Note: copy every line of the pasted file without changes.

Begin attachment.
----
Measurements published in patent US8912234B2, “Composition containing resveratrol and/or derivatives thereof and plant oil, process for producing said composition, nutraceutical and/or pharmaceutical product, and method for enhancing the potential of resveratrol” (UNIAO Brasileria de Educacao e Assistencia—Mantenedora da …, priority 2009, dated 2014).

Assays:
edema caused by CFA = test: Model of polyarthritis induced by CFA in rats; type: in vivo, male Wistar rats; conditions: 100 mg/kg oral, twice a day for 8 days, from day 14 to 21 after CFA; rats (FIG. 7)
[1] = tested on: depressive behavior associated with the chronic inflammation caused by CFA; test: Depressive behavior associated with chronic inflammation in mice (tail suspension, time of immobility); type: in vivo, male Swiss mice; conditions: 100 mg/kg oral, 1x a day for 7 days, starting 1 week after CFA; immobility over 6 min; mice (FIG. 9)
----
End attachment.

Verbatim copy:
Measurements published in patent US8912234B2, “Composition containing resveratrol and/or derivatives thereof and plant oil, process for producing said composition, nutraceutical and/or pharmaceutical product, and method for enhancing the potential of resveratrol” (UNIAO Brasileria de Educacao e Assistencia—Mantenedora da …, priority 2009, dated 2014).

Assays:
edema caused by CFA = test: Model of polyarthritis induced by CFA in rats; type: in vivo, male Wistar rats; conditions: 100 mg/kg oral, twice a day for 8 days, from day 14 to 21 after CFA; rats (FIG. 7)
[1] = tested on: depressive behavior associated with the chronic inflammation caused by CFA; test: Depressive behavior associated with chronic inflammation in mice (tail suspension, time of immobility); type: in vivo, male Swiss mice; conditions: 100 mg/kg oral, 1x a day for 7 days, starting 1 week after CFA; immobility over 6 min; mice (FIG. 9)